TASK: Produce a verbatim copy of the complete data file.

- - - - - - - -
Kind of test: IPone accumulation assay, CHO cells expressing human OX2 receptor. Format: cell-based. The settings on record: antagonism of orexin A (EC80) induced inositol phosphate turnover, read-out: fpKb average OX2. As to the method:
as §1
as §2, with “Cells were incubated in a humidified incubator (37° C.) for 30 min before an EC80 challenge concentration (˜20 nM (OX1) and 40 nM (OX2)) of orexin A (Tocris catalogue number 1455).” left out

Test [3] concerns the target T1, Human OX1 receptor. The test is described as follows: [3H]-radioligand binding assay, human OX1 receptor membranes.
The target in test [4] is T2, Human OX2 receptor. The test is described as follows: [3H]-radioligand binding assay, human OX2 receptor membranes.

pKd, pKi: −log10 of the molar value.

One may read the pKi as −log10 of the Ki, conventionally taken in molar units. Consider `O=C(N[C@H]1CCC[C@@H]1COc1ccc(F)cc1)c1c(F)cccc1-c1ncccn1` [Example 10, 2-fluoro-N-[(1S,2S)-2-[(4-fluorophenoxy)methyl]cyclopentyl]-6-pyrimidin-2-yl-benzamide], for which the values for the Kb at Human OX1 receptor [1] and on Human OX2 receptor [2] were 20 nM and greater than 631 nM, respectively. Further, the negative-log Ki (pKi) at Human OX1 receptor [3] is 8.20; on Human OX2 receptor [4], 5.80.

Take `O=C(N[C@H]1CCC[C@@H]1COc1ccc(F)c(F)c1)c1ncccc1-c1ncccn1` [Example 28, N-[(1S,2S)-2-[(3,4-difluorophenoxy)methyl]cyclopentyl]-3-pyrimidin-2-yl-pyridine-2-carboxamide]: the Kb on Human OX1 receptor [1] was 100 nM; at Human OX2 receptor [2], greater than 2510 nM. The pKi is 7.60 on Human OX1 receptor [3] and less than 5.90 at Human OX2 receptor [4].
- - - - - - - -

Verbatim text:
Kind of test: IPone accumulation assay, CHO cells expressing human OX2 receptor. Format: cell-based. The settings on record: antagonism of orexin A (EC80) induced inositol phosphate turnover, read-out: fpKb average OX2. As to the method:
as §1
as §2, with “Cells were incubated in a humidified incubator (37° C.) for 30 min before an EC80 challenge concentration (˜20 nM (OX1) and 40 nM (OX2)) of orexin A (Tocris catalogue number 1455).” left out

Test [3] concerns the target T1, Human OX1 receptor. The test is described as follows: [3H]-radioligand binding assay, human OX1 receptor membranes.
The target in test [4] is T2, Human OX2 receptor. The test is described as follows: [3H]-radioligand binding assay, human OX2 receptor membranes.

pKd, pKi: −log10 of the molar value.

One may read the pKi as −log10 of the Ki, conventionally taken in molar units. Consider `O=C(N[C@H]1CCC[C@@H]1COc1ccc(F)cc1)c1c(F)cccc1-c1ncccn1` [Example 10, 2-fluoro-N-[(1S,2S)-2-[(4-fluorophenoxy)methyl]cyclopentyl]-6-pyrimidin-2-yl-benzamide], for which the values for the Kb at Human OX1 receptor [1] and on Human OX2 receptor [2] were 20 nM and greater than 631 nM, respectively. Further, the negative-log Ki (pKi) at Human OX1 receptor [3] is 8.20; on Human OX2 receptor [4], 5.80.

Take `O=C(N[C@H]1CCC[C@@H]1COc1ccc(F)c(F)c1)c1ncccc1-c1ncccn1` [Example 28, N-[(1S,2S)-2-[(3,4-difluorophenoxy)methyl]cyclopentyl]-3-pyrimidin-2-yl-pyridine-2-carboxamide]: the Kb on Human OX1 receptor [1] was 100 nM; at Human OX2 receptor [2], greater than 2510 nM. The pKi is 7.60 on Human OX1 receptor [3] and less than 5.90 at Human OX2 receptor [4].